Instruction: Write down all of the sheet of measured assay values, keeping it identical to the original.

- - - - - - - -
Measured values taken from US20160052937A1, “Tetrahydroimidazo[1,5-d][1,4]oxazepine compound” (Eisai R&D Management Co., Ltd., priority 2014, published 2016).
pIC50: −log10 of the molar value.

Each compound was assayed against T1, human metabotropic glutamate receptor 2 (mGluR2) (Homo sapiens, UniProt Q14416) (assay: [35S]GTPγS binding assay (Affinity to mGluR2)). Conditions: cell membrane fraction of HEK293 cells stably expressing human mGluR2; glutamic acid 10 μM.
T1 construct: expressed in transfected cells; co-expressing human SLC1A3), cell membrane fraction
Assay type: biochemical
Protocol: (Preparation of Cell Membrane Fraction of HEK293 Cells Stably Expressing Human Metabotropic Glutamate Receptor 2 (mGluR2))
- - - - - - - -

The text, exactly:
Measured values taken from US20160052937A1, “Tetrahydroimidazo[1,5-d][1,4]oxazepine compound” (Eisai R&D Management Co., Ltd., priority 2014, published 2016).
pIC50: −log10 of the molar value.

Each compound was assayed against T1, human metabotropic glutamate receptor 2 (mGluR2) (Homo sapiens, UniProt Q14416) (assay: [35S]GTPγS binding assay (Affinity to mGluR2)). Conditions: cell membrane fraction of HEK293 cells stably expressing human mGluR2; glutamic acid 10 μM.
T1 construct: expressed in transfected cells; co-expressing human SLC1A3), cell membrane fraction
Assay type: biochemical
Protocol: (Preparation of Cell Membrane Fraction of HEK293 Cells Stably Expressing Human Metabotropic Glutamate Receptor 2 (mGluR2))